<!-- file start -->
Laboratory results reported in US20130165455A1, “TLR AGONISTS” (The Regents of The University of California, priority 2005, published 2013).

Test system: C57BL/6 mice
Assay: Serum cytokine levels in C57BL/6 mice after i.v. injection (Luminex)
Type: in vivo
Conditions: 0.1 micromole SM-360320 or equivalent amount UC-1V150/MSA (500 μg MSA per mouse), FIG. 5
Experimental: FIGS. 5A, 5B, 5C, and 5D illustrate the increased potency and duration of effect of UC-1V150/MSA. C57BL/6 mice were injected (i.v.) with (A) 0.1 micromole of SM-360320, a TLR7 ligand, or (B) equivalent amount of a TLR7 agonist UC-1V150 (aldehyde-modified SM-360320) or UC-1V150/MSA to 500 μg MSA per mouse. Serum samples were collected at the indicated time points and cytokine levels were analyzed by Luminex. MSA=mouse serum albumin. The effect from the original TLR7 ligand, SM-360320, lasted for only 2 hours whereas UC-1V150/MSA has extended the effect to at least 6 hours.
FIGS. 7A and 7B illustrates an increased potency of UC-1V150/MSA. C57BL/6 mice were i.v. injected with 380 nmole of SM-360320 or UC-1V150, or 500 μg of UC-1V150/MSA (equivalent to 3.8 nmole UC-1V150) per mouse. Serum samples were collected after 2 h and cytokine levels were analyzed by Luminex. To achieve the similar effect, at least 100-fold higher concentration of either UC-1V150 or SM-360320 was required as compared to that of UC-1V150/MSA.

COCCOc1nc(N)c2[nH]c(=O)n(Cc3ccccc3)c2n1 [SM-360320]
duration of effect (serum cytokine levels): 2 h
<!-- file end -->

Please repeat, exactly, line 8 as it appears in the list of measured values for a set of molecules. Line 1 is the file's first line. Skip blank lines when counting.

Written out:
COCCOc1nc(N)c2[nH]c(=O)n(Cc3ccccc3)c2n1 [SM-360320]